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The following account comes from a collection of “ridiculous stories” first published in 1786.
I sailed from England to the East Indies with Captain Hamilton. I took with me a pointer dog, who, in the strictest acceptation of the term, is worth his weight in gold, for he has never failed me yet.
One day, when by the most exact reckoning, we were are least 300 miles from land, my dog began to point. I was surprised to see that he remained in this position for upwards of an hour, so I told the captain and the officers and assured them that we must be close to land, for my dog scented game. All the thanks I got for my information was a loud burst of laughter. However, my belief in my dog was not in the least shaken thereby.
A long discussion ensued, in which my opinion was strenuously combated. At the end of it, I told the captain plainly that I had more confidence in my dog Tray’s nose than in the eyes of all of the sailors on board his vessel put together, and I boldly wagered 100 guineas—all I had with me for the expenses of my journey—that we should find some game before half an hour had passed.
The captain, who was a very good fellow, laughed louder than ever and begged Mr. Crawford, our surgeon, to feel my pulse. He did so and pronounced me to be in perfect health. They then began to converse in whispers; I managed, however, to hear a few sentences.
“He’s not in his right senses,” the captain said. “I can not honestly take his bet.”
“I don’t agree with you at all,” replied the surgeon. “The baron is in perfect health. The only thing is that he has more confidence in his dog’s sense of smell than in our officers’ knowledge of navigation. He’ll certainly lose his bet, and it will serve him right.”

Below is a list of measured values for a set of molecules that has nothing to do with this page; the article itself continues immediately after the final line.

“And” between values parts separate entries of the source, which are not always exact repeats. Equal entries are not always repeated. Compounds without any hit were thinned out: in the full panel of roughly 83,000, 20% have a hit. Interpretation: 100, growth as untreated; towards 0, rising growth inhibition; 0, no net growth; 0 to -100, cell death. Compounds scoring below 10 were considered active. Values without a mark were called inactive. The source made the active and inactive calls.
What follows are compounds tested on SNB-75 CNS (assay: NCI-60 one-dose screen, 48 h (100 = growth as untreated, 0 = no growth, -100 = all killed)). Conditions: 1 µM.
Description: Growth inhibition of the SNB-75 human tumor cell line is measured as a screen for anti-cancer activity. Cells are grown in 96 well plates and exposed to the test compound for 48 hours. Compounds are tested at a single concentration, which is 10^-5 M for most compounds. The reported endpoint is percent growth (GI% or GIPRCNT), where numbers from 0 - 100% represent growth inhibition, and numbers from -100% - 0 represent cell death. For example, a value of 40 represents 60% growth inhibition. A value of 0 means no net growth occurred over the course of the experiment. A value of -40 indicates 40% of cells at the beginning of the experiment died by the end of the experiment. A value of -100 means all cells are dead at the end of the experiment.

“I’ve no right to take such a bet,” the captain said again. “However, I can get out of the difficulty in an honorable way by returning him his money if I win.”
While this conversation lasted, Tray never moved, so I felt my opinion strengthened. I offered my bet again, and it was taken.
We had scarcely pronounced the customary “Done with you!” when some sailor fishing in the gig, which was being towed astern of us, caught a huge shark. No time was lost in hauling it on deck, and when they cut it open, behold!—there flew out of its stomach six pairs of partridges.
The poor birds had been there so long that one of them had laid five eggs, which she was sitting on, and a chick was just hatching when she was set at liberty.
We reared the young birds with a litter of kittens that had come into the world a few minutes before. The cat took as much care of them as she did her own offspring: She showed the utmost anxiety whenever one of the partridges flew away and did not return immediately to her side. As there were four hen partridges in our capture, we managed to have one always sitting, so that our table was never without game for the rest of the voyage.
I rewarded my faithful Tray for winning the 100 guineas by giving him every day a leftover from the partridges we had eaten, and now and then a whole bird.
Jud Hale is the honorary Editor-in-chief of The Old Farmer’s Almanac; Jud was the 12th editor of The Old Farmer’s Almanac (since 1792!) and joined the parent company Yankee Publishing in 1958 as an Assistant Editor. Read More from Judson D. Hale Sr.